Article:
China targets Cathay Pacific as Hong Kong Airport cancels flights
Article updated on August 14, 2019
As protests in Hong Kong continue, tensions have risen further between the autonomous region and mainland China. On Friday, August 9, 2019, Beijing targeted one of the most well-known brands in Hong Kong – Cathay Pacific. The Civil Aviation Administration of China (CAAC) has notified the carrier that any staff participating in the ongoing protests would be banned from working on flights to mainland China or flights operating in Chinese airspace.
In a statement issued on August 9, 2019, the aviation authority justified the move citing “the principle of zero tolerance for safety hazards, in order to maintain air transport order, protect passenger safety, and prevent airborne activities from causing damage to third parties in the air, on the ground and on the surface of the water […]”.
Complying with the order, which came into effect on August 10, Cathay Pacific submitted lists identifying flight crews that would operate within Chinese air space. If the airline failed to provide the identification, the flight would not be approved to fly over or into mainland China.
Cathay Pacific will also have to provide details on how the airline will “strengthen internal control and improve flight safety and security” to Chinese authorities by Thursday, August 15.
Caving in under pressure
In a press conference discussing Cathay Pacific’s H1 2019 financial results, the company’s chairman, John Slosar, said that the airline would not prohibit staff to participate in the protests, further adding that the company “certainly wouldn‘t dream of telling them what they have to think about something“.
The order from the CAAC forced Cathay to change its stance. According to SCMP, a memo was sent out to staff on August 12, 2019, indicating that the airline is willing to take action towards employees who “support or participate in illegal protests”. Potentially, staff may face “termination of employment”.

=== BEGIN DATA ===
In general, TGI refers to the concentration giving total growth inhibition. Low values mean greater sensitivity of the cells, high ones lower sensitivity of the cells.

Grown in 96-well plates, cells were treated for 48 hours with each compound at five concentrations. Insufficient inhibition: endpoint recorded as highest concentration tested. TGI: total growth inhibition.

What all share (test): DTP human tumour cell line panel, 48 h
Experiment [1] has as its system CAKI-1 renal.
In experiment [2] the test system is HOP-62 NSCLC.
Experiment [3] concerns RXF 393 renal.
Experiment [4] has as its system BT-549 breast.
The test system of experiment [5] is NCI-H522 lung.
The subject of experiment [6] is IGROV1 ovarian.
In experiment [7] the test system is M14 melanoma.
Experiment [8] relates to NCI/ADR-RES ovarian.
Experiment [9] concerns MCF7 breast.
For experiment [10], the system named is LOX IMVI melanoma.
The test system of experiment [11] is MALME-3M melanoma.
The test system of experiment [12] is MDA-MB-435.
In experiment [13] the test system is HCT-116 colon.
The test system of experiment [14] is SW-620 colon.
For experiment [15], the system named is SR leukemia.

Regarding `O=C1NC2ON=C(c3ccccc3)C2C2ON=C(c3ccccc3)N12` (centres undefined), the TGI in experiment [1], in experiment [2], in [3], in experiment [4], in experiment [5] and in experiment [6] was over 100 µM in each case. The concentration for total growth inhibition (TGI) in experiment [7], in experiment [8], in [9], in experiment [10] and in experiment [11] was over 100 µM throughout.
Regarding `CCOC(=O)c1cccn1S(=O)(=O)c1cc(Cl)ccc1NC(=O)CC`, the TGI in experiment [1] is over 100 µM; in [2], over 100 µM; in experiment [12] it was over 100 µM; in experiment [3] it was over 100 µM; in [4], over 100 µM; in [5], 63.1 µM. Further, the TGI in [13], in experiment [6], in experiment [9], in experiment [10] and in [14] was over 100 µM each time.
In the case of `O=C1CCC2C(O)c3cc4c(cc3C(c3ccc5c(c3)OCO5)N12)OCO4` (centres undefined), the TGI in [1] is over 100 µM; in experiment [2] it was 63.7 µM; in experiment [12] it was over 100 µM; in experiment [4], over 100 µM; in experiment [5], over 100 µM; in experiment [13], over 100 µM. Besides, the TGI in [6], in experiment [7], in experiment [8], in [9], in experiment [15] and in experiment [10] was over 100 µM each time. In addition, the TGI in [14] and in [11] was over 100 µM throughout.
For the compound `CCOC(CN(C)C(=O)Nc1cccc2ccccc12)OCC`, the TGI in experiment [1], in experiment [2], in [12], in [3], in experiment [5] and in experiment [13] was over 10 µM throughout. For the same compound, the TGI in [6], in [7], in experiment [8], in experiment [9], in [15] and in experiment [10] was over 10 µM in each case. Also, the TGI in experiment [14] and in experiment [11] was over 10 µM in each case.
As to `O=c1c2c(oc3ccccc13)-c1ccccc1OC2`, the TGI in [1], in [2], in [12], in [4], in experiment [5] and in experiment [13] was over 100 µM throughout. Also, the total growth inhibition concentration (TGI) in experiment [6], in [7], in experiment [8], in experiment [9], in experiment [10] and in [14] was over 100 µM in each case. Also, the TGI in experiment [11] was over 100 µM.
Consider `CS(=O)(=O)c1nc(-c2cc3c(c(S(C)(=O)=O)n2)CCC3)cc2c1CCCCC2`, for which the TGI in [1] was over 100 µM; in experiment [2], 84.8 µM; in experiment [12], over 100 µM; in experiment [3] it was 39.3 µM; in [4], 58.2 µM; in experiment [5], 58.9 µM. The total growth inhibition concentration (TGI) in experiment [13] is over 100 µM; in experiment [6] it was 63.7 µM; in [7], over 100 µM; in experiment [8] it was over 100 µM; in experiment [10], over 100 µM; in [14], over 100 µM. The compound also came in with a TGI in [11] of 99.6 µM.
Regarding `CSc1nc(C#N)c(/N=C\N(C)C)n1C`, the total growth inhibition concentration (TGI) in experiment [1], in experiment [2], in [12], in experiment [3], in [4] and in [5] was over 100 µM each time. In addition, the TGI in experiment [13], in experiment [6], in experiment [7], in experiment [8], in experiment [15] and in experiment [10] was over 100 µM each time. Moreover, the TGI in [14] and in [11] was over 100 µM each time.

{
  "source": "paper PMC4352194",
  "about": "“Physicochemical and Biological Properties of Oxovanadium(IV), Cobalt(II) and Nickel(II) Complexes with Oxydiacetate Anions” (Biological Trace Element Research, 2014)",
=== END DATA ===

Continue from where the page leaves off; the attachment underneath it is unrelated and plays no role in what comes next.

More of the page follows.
One Cathay Pacific pilot was already arrested during the riots on July 28, 2019. Subsequently, the airline suspended him from flying. The pilot was released on bail.
The airline had no choice but to cave in, as Cathay Pacific operates 23 routes to mainland China, with many more flights going through Chinese air space. Canceling or diverting these routes would potentially hit the already fragile finances of the airline – Cathay is trying to get back to long-term profitability, after posting a profitable 2018 and H1 2019.
Hong Kong and mainland China is by far the biggest revenue stream for Cathay Pacific, as the region accounted for $3.3 billion (HK$ 26,352 billion) out of the total $6.8 billion (HK$ 53,547 billion) revenue earned in H1 2019.
Cathay Pacific has previously indicated that the airline group expects the trend of achieving better results in H2 of this year to continue, but the difficult climate surrounding Hong Kong might change the plan of completing the transformational process at the end of 2019.
The airline is already looking at a downturn of bookings and Cathay’s stock is at the lowest trading point in 10 years. This comes as Hong Kong International Airport (HKG) has canceled flights on August 12, after protesters organized a sit-in at the airport due to police violence on Sunday, August 11.
With the exception of flights departing Hong Kong that have already completed the check-in process, as well as inbound flights that are already heading to Hong Kong, all other flights have been cancelled for the rest of today.— Cathay Pacific (@cathaypacific) August 12, 2019
UPDATE: As of August 14, 2019, the airport has resumed normal operations. Passengers are still adviced to check their flight status prior to their departure from Hong Kong International (HKG).
Operations in Hong Kong International Airport including check-in services have resumed normal. Please check your flight status at https://t.co/mkS9F2LDcW before proceeding to the airport. Once again, thank you for your understanding.— Cathay Pacific (@cathaypacific) August 13, 2019
While the amount of bookings lost so far is unclear, the company is due to reveal their results for July 2019. Potentially, July can end up being the first month of decreased passenger numbers for Cathay Pacific in 2019 as the protests in Hong Kong further escalate.
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